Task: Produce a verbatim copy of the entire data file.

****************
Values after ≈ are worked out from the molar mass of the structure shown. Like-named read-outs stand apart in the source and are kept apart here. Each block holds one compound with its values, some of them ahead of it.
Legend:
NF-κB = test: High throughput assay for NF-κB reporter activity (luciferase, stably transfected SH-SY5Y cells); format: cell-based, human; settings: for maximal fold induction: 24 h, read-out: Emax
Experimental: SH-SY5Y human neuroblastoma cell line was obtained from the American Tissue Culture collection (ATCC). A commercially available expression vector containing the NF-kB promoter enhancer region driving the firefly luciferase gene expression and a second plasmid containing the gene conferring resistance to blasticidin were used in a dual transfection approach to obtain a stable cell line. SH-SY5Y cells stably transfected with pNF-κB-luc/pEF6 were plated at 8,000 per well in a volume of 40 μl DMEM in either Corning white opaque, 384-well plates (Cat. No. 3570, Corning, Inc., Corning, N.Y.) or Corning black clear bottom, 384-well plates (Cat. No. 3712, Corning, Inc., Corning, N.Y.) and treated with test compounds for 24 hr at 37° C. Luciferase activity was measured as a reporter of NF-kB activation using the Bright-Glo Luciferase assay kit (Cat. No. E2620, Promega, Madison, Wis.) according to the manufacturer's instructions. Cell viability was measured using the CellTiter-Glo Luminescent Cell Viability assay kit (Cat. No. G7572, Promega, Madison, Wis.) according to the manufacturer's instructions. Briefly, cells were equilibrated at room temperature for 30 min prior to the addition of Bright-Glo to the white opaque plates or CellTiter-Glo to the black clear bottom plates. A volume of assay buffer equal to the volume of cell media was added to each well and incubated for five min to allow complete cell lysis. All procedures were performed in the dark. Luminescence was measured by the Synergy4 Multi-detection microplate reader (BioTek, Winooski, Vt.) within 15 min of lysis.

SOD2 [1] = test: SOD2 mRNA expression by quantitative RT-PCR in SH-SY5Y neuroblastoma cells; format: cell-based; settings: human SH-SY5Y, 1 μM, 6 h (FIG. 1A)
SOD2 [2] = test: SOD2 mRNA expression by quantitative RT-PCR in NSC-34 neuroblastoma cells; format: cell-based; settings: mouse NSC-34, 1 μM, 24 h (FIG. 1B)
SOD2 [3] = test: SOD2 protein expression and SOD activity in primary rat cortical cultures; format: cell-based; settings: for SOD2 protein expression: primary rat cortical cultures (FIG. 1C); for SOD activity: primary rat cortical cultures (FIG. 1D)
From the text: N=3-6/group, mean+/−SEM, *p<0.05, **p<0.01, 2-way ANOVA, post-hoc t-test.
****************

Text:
Values after ≈ are worked out from the molar mass of the structure shown. Like-named read-outs stand apart in the source and are kept apart here. Each block holds one compound with its values, some of them ahead of it.
Legend:
NF-κB = test: High throughput assay for NF-κB reporter activity (luciferase, stably transfected SH-SY5Y cells); format: cell-based, human; settings: for maximal fold induction: 24 h, read-out: Emax
Experimental: SH-SY5Y human neuroblastoma cell line was obtained from the American Tissue Culture collection (ATCC). A commercially available expression vector containing the NF-kB promoter enhancer region driving the firefly luciferase gene expression and a second plasmid containing the gene conferring resistance to blasticidin were used in a dual transfection approach to obtain a stable cell line. SH-SY5Y cells stably transfected with pNF-κB-luc/pEF6 were plated at 8,000 per well in a volume of 40 μl DMEM in either Corning white opaque, 384-well plates (Cat. No. 3570, Corning, Inc., Corning, N.Y.) or Corning black clear bottom, 384-well plates (Cat. No. 3712, Corning, Inc., Corning, N.Y.) and treated with test compounds for 24 hr at 37° C. Luciferase activity was measured as a reporter of NF-kB activation using the Bright-Glo Luciferase assay kit (Cat. No. E2620, Promega, Madison, Wis.) according to the manufacturer's instructions. Cell viability was measured using the CellTiter-Glo Luminescent Cell Viability assay kit (Cat. No. G7572, Promega, Madison, Wis.) according to the manufacturer's instructions. Briefly, cells were equilibrated at room temperature for 30 min prior to the addition of Bright-Glo to the white opaque plates or CellTiter-Glo to the black clear bottom plates. A volume of assay buffer equal to the volume of cell media was added to each well and incubated for five min to allow complete cell lysis. All procedures were performed in the dark. Luminescence was measured by the Synergy4 Multi-detection microplate reader (BioTek, Winooski, Vt.) within 15 min of lysis.

SOD2 [1] = test: SOD2 mRNA expression by quantitative RT-PCR in SH-SY5Y neuroblastoma cells; format: cell-based; settings: human SH-SY5Y, 1 μM, 6 h (FIG. 1A)
SOD2 [2] = test: SOD2 mRNA expression by quantitative RT-PCR in NSC-34 neuroblastoma cells; format: cell-based; settings: mouse NSC-34, 1 μM, 24 h (FIG. 1B)
SOD2 [3] = test: SOD2 protein expression and SOD activity in primary rat cortical cultures; format: cell-based; settings: for SOD2 protein expression: primary rat cortical cultures (FIG. 1C); for SOD activity: primary rat cortical cultures (FIG. 1D)
From the text: N=3-6/group, mean+/−SEM, *p<0.05, **p<0.01, 2-way ANOVA, post-hoc t-test.